Thames Water will impose hosepipe ban on 15 million customers across London and South East from August 24
Thames Water has announced a hosepipe ban for 15 million customers from next week.
The ban is set to come into effect from August 24 in the wake of what Thames Water called ‘unprecedented conditions’ and the driest July in 135 years.
It comes despite Thames Water admitting they lose more than 635 million litres of water a day through leaks and inefficient water usage.
As drought was officially confirmed across several regions of the UK last week, including Kent and South London, water companies are increasingly coming under fire from angry customers for imposing hosepipe bans after repeatedly failing to fix leaks.
But Thames Water has insisted today that they have ‘more teams reducing leakage than ever before’, who they say are ‘working 24/7 to find and fix more than 1,100 leaks every week’.
Thames Water has announced a hosepipe ban for 15 million customers from next week
Dried out grass on Greenwich Park in South East London is pictured this morning as the heatwave continues
Dry grass at Blackheath in South East London is pictured this morning as the heatwave continues
A statement on the company’s website said: ‘We’ve been working around the clock to supply everyone, and customers have been brilliant at saving water where they can. But, with low rainfall forecast for the coming months, we now need to take the next step in our drought plan.
‘Everything we do now will help protect supplies next summer and help the environment.
‘We know these restrictions impact your day-to-day activities around your home and beyond, and we’re grateful for your support.’
The temporary use ban comes after reports of the River Thames reaching its lowest level since 2005 and ‘unprecedented weather conditions’.
The ban means customers cannot use any hosepipe including sprinklers, dripper hoses and automatic irrigation systems for watering the garden or plants; cleaning a car, walls, paths or patios; or filling a pool, pond or fountain.
However they can still do any of these activities if they use mains water from a bucket or watering can, or use water that is not sourced from the mains such as greywater or rainwater from a water butt through a hosepipe.
Pictured: Parched grass at St Nicholas’ Park in Warwick is pictured last week
A Royals Parks worker using a hose to water plants at Hyde Park in London last Wednesday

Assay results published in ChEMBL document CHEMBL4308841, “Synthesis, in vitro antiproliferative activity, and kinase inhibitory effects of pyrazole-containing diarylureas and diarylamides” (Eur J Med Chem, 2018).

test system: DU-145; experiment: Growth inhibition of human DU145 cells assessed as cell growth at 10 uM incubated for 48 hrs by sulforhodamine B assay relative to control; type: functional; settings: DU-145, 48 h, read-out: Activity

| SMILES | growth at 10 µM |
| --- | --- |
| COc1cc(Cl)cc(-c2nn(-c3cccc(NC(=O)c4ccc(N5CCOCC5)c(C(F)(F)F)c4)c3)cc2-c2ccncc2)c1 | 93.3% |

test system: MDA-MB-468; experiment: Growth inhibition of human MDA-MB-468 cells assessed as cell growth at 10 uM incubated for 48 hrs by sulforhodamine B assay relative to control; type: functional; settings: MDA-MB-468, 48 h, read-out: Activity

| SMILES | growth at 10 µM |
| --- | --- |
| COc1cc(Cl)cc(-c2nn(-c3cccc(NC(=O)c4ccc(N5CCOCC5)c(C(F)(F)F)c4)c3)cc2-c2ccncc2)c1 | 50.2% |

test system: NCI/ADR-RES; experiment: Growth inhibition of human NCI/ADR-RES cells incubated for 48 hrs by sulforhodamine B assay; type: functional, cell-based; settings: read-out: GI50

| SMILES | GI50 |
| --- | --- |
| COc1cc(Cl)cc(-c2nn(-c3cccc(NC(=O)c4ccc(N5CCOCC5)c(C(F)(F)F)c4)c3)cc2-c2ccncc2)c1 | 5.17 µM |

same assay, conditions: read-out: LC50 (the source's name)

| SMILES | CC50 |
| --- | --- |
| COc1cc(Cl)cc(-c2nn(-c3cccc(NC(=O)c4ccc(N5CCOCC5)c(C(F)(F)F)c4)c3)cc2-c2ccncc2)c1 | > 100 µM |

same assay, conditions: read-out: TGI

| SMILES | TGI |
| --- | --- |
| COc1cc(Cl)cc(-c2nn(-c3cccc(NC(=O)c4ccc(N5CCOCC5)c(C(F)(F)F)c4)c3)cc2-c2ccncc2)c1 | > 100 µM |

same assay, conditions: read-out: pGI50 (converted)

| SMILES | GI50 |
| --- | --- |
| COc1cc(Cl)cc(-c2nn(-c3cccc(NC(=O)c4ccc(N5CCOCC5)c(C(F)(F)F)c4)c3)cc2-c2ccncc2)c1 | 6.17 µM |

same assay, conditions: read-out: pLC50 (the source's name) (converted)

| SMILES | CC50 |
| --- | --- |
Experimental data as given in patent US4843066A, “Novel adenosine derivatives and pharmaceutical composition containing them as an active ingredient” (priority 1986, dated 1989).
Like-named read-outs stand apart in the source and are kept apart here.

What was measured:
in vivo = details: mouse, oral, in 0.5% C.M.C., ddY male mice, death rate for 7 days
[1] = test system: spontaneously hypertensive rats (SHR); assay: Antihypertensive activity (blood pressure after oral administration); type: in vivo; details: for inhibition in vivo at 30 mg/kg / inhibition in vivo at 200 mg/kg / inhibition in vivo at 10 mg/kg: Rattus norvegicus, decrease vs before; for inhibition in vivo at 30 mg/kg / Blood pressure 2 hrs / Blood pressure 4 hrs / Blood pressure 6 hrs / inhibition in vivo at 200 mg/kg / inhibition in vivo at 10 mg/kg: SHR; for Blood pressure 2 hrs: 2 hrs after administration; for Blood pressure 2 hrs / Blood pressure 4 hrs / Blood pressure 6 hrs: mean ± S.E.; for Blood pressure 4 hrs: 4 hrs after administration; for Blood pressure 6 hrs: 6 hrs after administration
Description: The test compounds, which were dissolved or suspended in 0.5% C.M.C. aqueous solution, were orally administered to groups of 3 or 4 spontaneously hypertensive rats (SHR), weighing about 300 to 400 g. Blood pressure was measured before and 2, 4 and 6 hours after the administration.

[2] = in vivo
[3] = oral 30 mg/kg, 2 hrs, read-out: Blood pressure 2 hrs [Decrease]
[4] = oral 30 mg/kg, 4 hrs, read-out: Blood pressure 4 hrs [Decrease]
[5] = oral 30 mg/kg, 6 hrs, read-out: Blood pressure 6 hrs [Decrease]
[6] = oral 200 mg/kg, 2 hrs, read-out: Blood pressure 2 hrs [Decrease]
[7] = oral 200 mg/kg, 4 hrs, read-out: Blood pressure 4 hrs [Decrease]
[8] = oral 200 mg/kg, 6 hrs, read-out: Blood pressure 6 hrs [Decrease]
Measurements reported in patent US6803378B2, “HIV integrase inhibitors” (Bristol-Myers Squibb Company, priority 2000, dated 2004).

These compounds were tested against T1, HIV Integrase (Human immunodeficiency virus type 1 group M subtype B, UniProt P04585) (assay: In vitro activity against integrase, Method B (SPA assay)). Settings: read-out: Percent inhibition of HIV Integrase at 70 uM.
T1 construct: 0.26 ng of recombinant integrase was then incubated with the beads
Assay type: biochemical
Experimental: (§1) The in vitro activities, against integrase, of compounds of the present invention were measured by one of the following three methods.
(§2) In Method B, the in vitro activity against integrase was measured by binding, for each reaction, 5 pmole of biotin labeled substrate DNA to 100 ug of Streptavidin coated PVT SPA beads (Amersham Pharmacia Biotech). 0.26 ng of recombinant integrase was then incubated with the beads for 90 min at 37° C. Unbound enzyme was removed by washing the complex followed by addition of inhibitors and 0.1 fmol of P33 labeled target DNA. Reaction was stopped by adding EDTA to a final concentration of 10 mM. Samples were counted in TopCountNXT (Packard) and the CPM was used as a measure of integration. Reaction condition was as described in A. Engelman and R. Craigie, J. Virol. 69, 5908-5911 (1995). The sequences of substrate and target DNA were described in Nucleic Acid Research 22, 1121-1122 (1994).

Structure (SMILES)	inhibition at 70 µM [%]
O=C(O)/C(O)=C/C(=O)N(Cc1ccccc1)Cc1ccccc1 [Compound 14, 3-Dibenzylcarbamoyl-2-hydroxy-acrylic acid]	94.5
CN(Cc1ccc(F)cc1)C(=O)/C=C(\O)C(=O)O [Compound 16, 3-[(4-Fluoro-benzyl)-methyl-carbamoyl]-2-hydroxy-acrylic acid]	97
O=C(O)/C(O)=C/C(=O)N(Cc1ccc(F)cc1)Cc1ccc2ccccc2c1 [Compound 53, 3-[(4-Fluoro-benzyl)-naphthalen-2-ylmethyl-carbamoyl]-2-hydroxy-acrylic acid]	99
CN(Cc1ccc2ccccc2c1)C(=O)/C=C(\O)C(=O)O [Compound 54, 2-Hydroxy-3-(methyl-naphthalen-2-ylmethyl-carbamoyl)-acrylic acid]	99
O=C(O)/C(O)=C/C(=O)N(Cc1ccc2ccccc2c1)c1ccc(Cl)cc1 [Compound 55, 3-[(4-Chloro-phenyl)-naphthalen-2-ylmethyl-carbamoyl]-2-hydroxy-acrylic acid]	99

Meanwhile, another hosepipe ban was announced yesterday for Cornwall and parts of Devon, with South West Water will be bringing in the policy in just over a week’s time.
Four water companies – Manx Water, Welsh Water, Southern Water and South East Water – have already imposed bans, while Yorkshire Water said one will start on August 26.
A drought was declared for parts of England last week following the driest summer for 50 years that has almost completely deprived some areas of rainfall.
Sarah Bentley, Thames Water CEO said: ‘Implementing a Temporary Use Ban for our customers has been a very difficult decision to make and one which we have not taken lightly.
‘After months of below average rainfall and the recent extreme temperatures in July and August, water resources in our region are depleted.
‘Despite investing in the largest leakage reduction programme in the UK, customer demand is at unprecedented levels and we now have to move into the next phase of our drought plan to conserve water, mitigate further risk and futureproof supplies.
‘I’d like to thank all of our customers for the efforts they have already made to conserve water as a result of the media campaign we have been running since May. Reducing demand means reducing the amount of water we have to take from the environment at a time when it is under pressure.
‘I would also like to apologise to our customers who have been affected by recent incidents, our dedicated colleagues are working around the clock to manage this challenging situation.’
This is a breaking news story. We will bring you more information as soon as it is available.
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